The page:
5 Reasons To Save For A House While You’re Young

savings piggy bank

More and more young people these days seem to be pretty content with renting their accommodation, more or less indefinitely.  This is especially true for people living and working in London and even those who have just moved to a different city and don’t know if they’ll be making it their permanent home.  They may not have many belongings that they own in terms of big furniture and white goods in the first place as they are often pretty used to moving into another shared place or fully furnished property which keeps moving and renting costs low for them than if they were to have to furnish the place they lived in.  I’m renting at the moment up here in South Shields and although property is cheaper to buy here than other parts of the country, its still more than I have in my bank account!  I’m really happy in my flat because I love the space that I’m renting and would dream of owning somewhere like this but I know that I need to keep saving up to buy my first home.

Are you in the same boat as I am?  Perhaps, like me, you’re wishing you’d started saving sooner or maybe you’re younger and wondering whether to start.  Regardless, the time is now and it’s never too late or too early to start saving up.  Even if you can’t necessarily envision a point in the future, right now, where you would be able to afford a home, it would still be well worth your time starting to save up for one when you are still young.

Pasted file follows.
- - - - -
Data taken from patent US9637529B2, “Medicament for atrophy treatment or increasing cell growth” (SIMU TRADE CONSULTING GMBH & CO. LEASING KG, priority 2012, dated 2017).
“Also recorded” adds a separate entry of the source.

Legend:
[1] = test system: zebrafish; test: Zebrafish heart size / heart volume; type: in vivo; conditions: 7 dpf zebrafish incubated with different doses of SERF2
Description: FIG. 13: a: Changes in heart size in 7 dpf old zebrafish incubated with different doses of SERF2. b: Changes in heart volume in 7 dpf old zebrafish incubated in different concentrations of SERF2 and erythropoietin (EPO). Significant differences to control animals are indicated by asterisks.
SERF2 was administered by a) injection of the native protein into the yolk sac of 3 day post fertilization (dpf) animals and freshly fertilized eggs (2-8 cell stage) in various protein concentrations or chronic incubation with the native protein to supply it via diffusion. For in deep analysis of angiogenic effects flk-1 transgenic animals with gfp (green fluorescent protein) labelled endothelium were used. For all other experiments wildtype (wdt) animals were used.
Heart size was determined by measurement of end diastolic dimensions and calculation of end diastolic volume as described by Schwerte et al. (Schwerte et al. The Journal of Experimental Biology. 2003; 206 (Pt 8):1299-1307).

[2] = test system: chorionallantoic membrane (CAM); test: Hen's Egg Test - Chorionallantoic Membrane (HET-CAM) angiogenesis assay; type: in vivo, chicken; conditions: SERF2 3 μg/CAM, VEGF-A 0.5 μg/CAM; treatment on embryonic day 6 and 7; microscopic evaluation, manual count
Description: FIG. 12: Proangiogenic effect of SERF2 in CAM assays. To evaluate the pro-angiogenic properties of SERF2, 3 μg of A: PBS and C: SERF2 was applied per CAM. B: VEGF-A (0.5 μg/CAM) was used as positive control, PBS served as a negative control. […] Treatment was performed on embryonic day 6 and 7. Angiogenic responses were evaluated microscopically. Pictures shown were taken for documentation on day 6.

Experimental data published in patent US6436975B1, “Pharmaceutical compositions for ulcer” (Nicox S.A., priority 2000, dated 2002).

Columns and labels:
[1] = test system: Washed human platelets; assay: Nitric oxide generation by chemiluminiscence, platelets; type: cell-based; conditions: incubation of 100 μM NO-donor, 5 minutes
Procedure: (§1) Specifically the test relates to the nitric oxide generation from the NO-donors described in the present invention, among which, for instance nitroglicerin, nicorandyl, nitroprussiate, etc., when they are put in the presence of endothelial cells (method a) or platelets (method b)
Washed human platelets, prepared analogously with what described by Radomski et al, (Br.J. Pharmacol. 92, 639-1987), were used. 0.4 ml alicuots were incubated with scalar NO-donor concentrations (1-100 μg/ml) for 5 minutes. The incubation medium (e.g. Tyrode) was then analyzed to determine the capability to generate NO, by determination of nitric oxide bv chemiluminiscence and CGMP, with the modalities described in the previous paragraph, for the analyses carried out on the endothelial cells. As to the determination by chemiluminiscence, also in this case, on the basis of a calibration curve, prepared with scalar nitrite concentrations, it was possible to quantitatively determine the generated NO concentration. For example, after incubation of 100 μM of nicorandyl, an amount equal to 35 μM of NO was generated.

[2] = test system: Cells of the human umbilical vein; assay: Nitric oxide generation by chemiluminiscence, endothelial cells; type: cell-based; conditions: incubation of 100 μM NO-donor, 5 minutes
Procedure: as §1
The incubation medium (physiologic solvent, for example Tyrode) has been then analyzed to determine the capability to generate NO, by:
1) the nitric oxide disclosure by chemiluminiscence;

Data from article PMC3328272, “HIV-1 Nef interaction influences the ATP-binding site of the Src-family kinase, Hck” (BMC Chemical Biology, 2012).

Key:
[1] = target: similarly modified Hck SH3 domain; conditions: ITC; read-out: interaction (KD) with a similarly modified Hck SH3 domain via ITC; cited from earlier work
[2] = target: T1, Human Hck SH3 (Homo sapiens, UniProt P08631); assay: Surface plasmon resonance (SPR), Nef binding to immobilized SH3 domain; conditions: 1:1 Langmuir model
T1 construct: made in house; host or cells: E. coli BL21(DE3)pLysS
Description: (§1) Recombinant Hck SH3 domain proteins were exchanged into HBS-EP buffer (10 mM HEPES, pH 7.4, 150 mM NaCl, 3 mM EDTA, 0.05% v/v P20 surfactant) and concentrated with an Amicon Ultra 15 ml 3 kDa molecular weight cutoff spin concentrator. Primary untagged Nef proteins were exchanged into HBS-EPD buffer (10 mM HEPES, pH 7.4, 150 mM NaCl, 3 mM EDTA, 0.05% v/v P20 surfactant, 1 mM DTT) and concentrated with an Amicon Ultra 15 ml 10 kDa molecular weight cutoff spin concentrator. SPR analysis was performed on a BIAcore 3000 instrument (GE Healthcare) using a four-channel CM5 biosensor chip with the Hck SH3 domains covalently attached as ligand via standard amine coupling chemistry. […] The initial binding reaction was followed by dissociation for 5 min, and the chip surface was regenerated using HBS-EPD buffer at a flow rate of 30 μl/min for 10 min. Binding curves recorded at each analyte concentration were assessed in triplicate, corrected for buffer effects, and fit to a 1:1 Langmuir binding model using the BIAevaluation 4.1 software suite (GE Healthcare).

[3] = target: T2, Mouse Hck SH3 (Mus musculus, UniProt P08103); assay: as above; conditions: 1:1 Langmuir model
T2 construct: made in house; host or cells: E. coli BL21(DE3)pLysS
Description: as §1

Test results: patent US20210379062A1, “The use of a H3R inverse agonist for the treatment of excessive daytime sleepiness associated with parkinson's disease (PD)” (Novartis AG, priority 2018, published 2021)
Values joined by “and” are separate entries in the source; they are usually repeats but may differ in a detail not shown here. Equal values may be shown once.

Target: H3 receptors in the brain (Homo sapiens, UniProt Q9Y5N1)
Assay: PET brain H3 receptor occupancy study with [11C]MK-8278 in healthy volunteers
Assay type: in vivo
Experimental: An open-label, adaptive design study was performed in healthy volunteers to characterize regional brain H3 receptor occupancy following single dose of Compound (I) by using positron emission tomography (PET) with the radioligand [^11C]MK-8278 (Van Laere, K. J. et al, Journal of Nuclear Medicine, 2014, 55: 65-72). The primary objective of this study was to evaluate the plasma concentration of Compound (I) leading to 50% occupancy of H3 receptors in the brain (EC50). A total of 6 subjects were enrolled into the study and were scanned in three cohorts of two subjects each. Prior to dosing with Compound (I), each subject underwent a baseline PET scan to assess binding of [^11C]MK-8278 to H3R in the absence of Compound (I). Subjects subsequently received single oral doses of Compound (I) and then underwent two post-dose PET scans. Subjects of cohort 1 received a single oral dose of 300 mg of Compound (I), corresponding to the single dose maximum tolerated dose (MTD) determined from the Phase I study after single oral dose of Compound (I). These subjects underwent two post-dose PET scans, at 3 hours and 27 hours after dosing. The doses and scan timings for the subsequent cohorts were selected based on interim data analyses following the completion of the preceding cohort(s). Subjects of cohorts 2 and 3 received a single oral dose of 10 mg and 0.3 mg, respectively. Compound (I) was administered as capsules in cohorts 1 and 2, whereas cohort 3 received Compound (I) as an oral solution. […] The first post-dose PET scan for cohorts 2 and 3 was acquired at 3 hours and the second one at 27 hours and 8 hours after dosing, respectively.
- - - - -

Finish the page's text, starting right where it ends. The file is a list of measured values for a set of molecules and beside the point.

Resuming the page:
Of course, it might be that your prospect of owning a home would improve pretty dramatically if you expanded the scope of your search, and used services such as Redrow Houses to compare prices across the country, rather than just in your current region.  You never know where your life or career may take you!

Regardless, here are a few reasons why you should start saving for your own home when you’re still young.


For my younger readers, it may be difficult, from where you are right now, to imagine a situation in which you would be interested in owning a home – never mind a situation where you actually do own one, compared to going on holidays with your friends and buying a whole new wardrobe.

But, all sorts of things seem more or less impossible, or at least unfeasible, when you’re in your late teens and early 20s, only to become the realities of your life as you get older.

Just as it is a great idea to work on your career from a young age and building up your experience and skillset, putting some savings aside for a future home is a great idea too.

For one thing, you never know what opportunities will present themselves in the future – and it could be that future you would really thank past you for doing his or her due diligence, and planning ahead.


When you’re in your late teens and early 20s, it often doesn’t make much difference to you where you live, or whether your accommodation is just a small box room above a takeaway, or a three-bedroom house in the countryside because you’re out of your home experiencing life so much!

When you’re young, you generally don’t have many, if any obligations, you probably don’t have too much baggage to cart around from one place to another (literal or metaphorical), and you can afford to be light on your feet while carving out a place for yourself in the world.

However, the older you become, the more benefits there are to be had from having an established savings pot that you can really invest your time, effort, and attention into.